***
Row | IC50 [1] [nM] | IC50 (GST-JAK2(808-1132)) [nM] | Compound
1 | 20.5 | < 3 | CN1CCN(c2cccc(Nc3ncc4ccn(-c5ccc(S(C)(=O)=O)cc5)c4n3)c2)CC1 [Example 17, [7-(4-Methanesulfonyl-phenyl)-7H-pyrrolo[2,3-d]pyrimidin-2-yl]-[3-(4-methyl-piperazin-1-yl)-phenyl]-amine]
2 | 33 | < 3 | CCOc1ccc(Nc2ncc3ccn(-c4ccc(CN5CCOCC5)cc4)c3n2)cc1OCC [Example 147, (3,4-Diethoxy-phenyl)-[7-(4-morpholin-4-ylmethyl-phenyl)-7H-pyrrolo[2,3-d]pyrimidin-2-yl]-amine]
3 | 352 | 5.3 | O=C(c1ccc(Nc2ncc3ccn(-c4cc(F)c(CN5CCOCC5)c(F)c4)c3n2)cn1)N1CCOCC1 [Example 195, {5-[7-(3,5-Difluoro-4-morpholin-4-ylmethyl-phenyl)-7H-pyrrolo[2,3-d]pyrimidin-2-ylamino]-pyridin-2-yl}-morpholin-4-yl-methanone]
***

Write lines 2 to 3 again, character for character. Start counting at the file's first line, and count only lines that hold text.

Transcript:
1 | 20.5 | < 3 | CN1CCN(c2cccc(Nc3ncc4ccn(-c5ccc(S(C)(=O)=O)cc5)c4n3)c2)CC1 [Example 17, [7-(4-Methanesulfonyl-phenyl)-7H-pyrrolo[2,3-d]pyrimidin-2-yl]-[3-(4-methyl-piperazin-1-yl)-phenyl]-amine]
2 | 33 | < 3 | CCOc1ccc(Nc2ncc3ccn(-c4ccc(CN5CCOCC5)cc4)c3n2)cc1OCC [Example 147, (3,4-Diethoxy-phenyl)-[7-(4-morpholin-4-ylmethyl-phenyl)-7H-pyrrolo[2,3-d]pyrimidin-2-yl]-amine]